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 Post subject: Re: Carbon fiber lay up
PostPosted: Wed Apr 09, 2014 6:56 pm 
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Joined: Sun Feb 24, 2008 6:15 pm
Posts: 295
Location: France
Good point tpink.
Maybe measure from point above strut. ceiling, or another horizontal member mounted above and paralle to strut?
I agree weight would be in the way it seems trying to measure from below.
Or place a bubble level on the strut that would extend beond weight to get good measure?
As for twist it still seems to me that placing the weight a 30 cm behind strut center gets rid of many additional parts?
But,
I agree that you need a strut stiffner attached to measure twist so as not to have strut flex come into play.
We look forward to your vid. :thumb:
R H


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 Post subject: Re: Carbon fiber lay up
PostPosted: Fri Apr 11, 2014 2:36 pm 
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Posts: 84
So I set up my measurment jig and all looked good until i actually measured my strut flex!
What I thought was a really stiff strut wasn't so stiff... with the 5kg weight (bucket of water confirmed weight a number of times) hung at the 85cm mark, i got just shy of 9cm's (not mm's) of flex!

I was shocked. Also astonished the the Franky foil only flexed 2mm's! With that much weight hanging out 85cm's i could bend a 2x4 two mm's. I don't quite get how he got his foil so stiff, or if that measurement was accurate.

So back to the drawing board... i know i need to add carbon to the strut, which isn't that big a deal, but i'm now wondering how to get the best bang for my buck while keeping the foil thickness as small as possible. I'm thinking one layer on either side of the highest weight unidirectional i can find. i found online some uni that is 8.9oz but didn't see anything higher. They were selling at $10/ft by 24" wide.

Any thoughts?

Thanks,


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 Post subject: Re: Carbon fiber lay up
PostPosted: Fri Apr 11, 2014 3:09 pm 
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Location: France
TPINK,
Better you tested the flex now than it breaks on the water and you don`t find it! :thumb:
I thought at that weight it was not strong enough. :idea:
F K uses high mod carbon and epoxy and because he has built MANY foils he knows what carbon to put where. And his core is tiny.
I also think the one with so little flex was a very speical factory carbon plate like what I am lucky enough to have in 2 of my foils.
Sorry, but I would think your core is just to big to start with.
You can add a thicker uni and for sure it will be stiffer but of course thicker as well.
Have you done the twist test? :?:
This will also open your eyes to the need for bi bias "X" on a strut. :o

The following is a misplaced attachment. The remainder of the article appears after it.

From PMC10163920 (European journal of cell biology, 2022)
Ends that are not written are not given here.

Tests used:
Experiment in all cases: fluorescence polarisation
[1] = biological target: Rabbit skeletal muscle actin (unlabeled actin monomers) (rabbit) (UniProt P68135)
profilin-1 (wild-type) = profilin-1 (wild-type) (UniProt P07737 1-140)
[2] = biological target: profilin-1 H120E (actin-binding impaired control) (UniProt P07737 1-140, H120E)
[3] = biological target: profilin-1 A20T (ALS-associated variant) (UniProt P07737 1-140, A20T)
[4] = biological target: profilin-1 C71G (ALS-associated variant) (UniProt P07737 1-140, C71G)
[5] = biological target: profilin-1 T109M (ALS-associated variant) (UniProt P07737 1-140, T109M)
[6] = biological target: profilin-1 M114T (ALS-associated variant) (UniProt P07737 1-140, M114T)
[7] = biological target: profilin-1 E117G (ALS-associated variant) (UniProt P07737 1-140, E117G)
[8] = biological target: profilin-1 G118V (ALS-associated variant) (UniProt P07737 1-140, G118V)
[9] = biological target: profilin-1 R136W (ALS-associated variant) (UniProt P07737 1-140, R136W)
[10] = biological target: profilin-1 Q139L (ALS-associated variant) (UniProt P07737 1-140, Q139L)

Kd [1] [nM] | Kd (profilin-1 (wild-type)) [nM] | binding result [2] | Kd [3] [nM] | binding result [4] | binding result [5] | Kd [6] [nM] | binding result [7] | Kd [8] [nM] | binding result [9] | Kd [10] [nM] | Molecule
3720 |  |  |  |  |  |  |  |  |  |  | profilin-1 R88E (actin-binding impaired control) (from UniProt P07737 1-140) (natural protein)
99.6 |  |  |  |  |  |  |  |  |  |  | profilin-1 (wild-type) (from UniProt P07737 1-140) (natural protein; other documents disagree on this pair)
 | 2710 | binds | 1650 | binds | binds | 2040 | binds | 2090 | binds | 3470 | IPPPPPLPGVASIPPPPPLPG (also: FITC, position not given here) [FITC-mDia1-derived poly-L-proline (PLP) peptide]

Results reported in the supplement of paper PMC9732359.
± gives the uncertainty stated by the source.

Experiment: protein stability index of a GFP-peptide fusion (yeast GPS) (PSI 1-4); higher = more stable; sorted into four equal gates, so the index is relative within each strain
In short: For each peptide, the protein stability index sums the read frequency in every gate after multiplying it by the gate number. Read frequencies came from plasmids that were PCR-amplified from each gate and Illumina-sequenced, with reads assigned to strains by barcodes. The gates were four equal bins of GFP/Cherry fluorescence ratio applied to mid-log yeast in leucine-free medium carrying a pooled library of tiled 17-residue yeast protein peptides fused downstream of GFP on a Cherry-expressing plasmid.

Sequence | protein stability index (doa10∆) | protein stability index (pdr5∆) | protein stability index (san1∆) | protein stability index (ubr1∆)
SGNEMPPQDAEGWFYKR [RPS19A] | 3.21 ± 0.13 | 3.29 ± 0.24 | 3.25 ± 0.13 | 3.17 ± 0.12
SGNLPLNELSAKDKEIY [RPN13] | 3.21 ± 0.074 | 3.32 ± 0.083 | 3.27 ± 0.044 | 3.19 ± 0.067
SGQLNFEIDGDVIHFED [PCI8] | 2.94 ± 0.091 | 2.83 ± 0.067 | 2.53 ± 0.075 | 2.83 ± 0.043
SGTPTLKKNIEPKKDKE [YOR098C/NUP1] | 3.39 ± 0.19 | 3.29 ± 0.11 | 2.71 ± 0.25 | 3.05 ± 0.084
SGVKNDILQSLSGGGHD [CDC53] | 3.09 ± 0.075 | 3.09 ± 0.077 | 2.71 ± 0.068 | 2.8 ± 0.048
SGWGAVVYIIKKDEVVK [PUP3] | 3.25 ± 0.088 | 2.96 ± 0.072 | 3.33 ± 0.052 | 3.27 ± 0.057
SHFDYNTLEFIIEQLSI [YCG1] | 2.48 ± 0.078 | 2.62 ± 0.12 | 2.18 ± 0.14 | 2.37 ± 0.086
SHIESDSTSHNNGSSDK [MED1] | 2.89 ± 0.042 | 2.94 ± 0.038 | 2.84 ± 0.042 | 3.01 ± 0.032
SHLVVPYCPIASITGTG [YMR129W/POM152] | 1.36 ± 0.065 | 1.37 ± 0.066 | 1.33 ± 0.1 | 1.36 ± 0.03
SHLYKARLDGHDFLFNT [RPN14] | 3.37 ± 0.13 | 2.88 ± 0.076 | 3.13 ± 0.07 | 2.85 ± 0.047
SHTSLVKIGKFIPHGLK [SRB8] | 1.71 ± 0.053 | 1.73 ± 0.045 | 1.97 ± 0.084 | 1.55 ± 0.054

R H


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 Post subject: Re: Carbon fiber lay up
PostPosted: Fri Apr 11, 2014 3:18 pm 
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out of curiousity, how much do franky's foils weigh all up? I re-weighed mine and it is all up 1.3kg.

my strut is currently just over 11mm thick, and i wouldn't have a problem going to 15mm, which i think will get me a bunch of stiffness if i use the right stuff.

What would you think is an acceptable amount of flex for a recreational foil?
i'm not planning on racing the thing...


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 Post subject: Re: Carbon fiber lay up
PostPosted: Fri Apr 11, 2014 6:03 pm 
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TPink wrote:
...

So back to the drawing board... i know i need to add carbon to the strut, which isn't that big a deal, but i'm now wondering how to get the best bang for my buck while keeping the foil thickness as small as possible.
...

Any thoughts?

Thanks,


I said this before, but someone Ruded me off there thread for saying it :

Basically there IS NO better way to add stiffness to a home built project, than
by adding Carbon fiber , "High Modulus rods" (.)

Aircraft home builders have bin using this material since it's onset, in a
variety of ways. They do it because the rods come out of this machine, with
the Perfect amount of tension and epoxy, (something you can NOT do at home).

Scroll down a bit here :
http://www.cstsales.com/hm_carbon_shapes.html

Second up is to get RID of ALL the woven material in your project, Ya loose
up to 30% on Any fiber, (glass, Kevlar, carbon) the moment it's woven.

And last, if your fibers weigh 100g, then after there wet-out with epoxy, they
should NOT weigh more than 190g , (185g is My target weight).

Bille


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 Post subject: Re: Carbon fiber lay up
PostPosted: Fri Apr 11, 2014 6:59 pm 
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Joined: Tue Nov 09, 2010 10:00 pm
Posts: 84
Bille wrote:
TPink wrote:
...

So back to the drawing board... i know i need to add carbon to the strut, which isn't that big a deal, but i'm now wondering how to get the best bang for my buck while keeping the foil thickness as small as possible.
...

Any thoughts?

Thanks,


I said this before, but someone Ruded me off there thread for saying it :

Basically there IS NO better way to add stiffness to a home built project, than
by adding Carbon fiber , "High Modulus rods" (.)

Aircraft home builders have bin using this material since it's onset, in a
variety of ways. They do it because the rods come out of this machine, with
the Perfect amount of tension and epoxy, (something you can NOT do at home).

Scroll down a bit here :
http://www.cstsales.com/hm_carbon_shapes.html

Second up is to get RID of ALL the woven material in your project, Ya loose
up to 30% on Any fiber, (glass, Kevlar, carbon) the moment it's woven.

And last, if your fibers weigh 100g, then after there wet-out with epoxy, they
should NOT weigh more than 190g , (185g is My target weight).

Bille


Bille, I would NEVER rude you!

I should have paid more attn to you though. The rods look sweet and less expensive than i thought.

I'm not gonna strip anything off my foil, cause that would be more work than building a new one. But would be interested in adding some vertical rods down the strut.

So how many? do you suggest anchoring the ends? What's best to use to fair them into the foil shape?

Thanks!!


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 Post subject: Re: Carbon fiber lay up
PostPosted: Fri Apr 11, 2014 7:45 pm 
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Joined: Sun Feb 24, 2008 6:15 pm
Posts: 295
Location: France
TPINK,
My best flying friend has a fk t bar and we made the wings but they are simalar to fks.
I will weigh it and let you know.
Add a layer of thicker uni and a thicker layer of bi bias vac sacked if possible and respect temperature even if a normal grade epoxy.
Make sure to rough up well your already done work as you have pased the chemical bonding time window, now it will be mechanical , so also clean well with acetone.
15 mm is just fine if you have a good profile. better thicker=stronger vs thinner=weaker for sure!
BILLIE, if you happen to see this may I ask what thread you are talking about so I can see?
And I agree that using quality factory made carbon tubes and or rods would be a good choice but needed to be used from the beginning of the build I think.